It's time to remove the Christmas articles and give you something new to read. Here's a memory of winters from long ago. I hope reading it helps you appreciate how good we have it these days, even in the winter. Stay warm!


By Marilyn Kratz

Frigid winds howl around the house, burying everything in a blanket of snow. As I turn up the thermostat and step into an instant flow of steaming water in my shower, I wonder how we ever kept warm when I was a child. We didn’t have an oil furnace producing a constant flow of warm air or water heaters to give us hot water at the turn of a tap. We didn’t have electric blankets to welcome us into a toasty bed. In fact, we didn’t even have electricity!

But I don’t remember ever feeling cold as a child. Have I forgotten, or did other sources keep me warm in those long ago days?

The farm house in which I grew up was a typical wooden frame house of the era with a kitchen and dining room/parlor on the first floor and two bedroom upstairs. It had no insulation in the outer walls. I’m sure the windows were drafty. 

A big iron cook stove, fueled with corn cobs, warmed the kitchen during the day. Heat radiated up through a register in the ceiling to the bedroom above it where I shared a bed with my two sisters. I suppose we kept each other warm on cold nights. 

Mom told me the water in the tea kettle she kept on the stove was often frozen in the morning, so I imagine what little heat we felt when we went to bed was long gone by the time we got up. I remember grabbing my clothes and running downstairs to dress in front of the open oven door on the cook stove.

In the other downstairs room, which was the “company” space, a kerosene-burning stove provided heat when the room was in use. That room also had a register in its ceiling. However, if the stove wasn’t lit, there wasn’t any heat to rise up to my parents’ bedroom above it. Good thing that room was on the south side of the house.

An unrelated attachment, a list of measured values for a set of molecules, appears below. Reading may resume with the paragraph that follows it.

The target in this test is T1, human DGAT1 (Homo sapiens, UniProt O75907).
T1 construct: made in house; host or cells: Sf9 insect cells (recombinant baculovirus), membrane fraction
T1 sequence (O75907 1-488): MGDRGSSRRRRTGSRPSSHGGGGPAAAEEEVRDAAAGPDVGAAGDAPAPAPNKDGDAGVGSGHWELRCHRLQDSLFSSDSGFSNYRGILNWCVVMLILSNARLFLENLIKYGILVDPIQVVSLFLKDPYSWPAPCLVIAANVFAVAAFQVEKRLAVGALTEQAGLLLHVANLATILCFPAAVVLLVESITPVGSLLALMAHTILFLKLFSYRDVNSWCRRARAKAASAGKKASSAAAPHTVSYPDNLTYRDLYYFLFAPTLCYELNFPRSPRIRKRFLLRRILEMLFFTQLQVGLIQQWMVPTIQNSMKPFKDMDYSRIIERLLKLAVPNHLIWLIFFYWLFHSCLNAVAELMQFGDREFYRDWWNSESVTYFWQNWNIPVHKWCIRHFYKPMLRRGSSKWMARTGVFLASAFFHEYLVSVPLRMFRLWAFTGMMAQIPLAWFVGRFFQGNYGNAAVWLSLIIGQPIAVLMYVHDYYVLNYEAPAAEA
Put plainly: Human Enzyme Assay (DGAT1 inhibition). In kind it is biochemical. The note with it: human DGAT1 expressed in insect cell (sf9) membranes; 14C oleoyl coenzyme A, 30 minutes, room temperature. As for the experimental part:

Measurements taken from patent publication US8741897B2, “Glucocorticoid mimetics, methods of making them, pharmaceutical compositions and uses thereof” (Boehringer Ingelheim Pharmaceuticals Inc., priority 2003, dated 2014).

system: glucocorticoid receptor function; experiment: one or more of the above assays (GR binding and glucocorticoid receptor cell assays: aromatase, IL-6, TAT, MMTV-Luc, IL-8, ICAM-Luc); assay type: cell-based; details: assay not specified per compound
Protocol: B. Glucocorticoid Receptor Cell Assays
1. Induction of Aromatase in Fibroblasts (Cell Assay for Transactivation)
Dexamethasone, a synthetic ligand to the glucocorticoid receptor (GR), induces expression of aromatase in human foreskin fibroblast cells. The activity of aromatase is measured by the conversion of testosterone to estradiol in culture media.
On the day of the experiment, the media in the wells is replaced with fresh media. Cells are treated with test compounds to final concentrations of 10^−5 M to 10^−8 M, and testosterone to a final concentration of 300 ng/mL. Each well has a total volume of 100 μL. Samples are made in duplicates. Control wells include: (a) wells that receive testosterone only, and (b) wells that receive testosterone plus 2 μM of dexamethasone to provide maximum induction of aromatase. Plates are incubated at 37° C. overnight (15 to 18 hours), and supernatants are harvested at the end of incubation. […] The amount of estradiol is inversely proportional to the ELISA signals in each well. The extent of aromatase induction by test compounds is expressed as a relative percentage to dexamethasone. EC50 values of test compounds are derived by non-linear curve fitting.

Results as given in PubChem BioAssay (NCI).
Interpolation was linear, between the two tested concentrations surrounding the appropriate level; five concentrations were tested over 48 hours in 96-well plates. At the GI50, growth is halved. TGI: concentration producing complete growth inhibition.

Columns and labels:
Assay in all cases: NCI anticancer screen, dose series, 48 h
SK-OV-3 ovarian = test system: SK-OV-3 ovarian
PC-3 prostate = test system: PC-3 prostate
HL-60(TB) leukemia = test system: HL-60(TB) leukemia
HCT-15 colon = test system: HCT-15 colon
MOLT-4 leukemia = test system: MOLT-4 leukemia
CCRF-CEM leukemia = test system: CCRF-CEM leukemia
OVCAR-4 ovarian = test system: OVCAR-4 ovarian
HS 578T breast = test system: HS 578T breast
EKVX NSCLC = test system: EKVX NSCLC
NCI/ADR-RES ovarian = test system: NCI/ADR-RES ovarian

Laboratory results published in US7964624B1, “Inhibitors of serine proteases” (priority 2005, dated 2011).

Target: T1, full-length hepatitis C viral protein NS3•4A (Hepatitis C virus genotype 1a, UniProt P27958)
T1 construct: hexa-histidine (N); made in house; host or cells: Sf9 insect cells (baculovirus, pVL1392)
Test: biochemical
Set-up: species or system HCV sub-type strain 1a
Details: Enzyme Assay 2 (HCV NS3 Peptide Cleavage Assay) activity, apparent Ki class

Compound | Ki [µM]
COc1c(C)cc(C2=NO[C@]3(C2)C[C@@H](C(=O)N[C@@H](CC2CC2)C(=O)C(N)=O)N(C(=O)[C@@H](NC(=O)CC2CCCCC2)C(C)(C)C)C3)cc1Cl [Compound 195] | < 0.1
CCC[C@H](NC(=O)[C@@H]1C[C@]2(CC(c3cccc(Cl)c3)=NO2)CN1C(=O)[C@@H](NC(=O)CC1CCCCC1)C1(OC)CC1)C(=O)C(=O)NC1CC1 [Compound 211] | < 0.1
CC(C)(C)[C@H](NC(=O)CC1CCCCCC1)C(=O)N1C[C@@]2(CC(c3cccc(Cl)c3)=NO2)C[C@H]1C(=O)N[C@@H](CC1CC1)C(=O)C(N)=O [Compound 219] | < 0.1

We dressed for the cold, whether we were inside or outdoors. Although it was still the style for little girls to wear dresses to school, in really cold weather we pulled on a pair of slacks under our skirts. 

For outside activities, we bundled up in warm coats, thick mittens, and head shawls. Mom made the shawls from large squares of flannel cloth. We folded them into triangles, covered our foreheads with the straight edge, and crossed the ends under our chins before tying them snugly at the back of our necks. Admittedly, you could hardly breathe, but you kept your head and neck warm.

Looking back, I realize we must have had cold toes and fingers once in a while, even indoors. But all I remember is playing rousing games of Parcheesi with Dad and my siblings on cold winter evenings, the aroma of Mom’s freshly-baked homemade bread, and making paper dolls with my sisters when school was called off because of snow. Maybe the warmth generated by growing up in a loving family erased any feeling of being cold.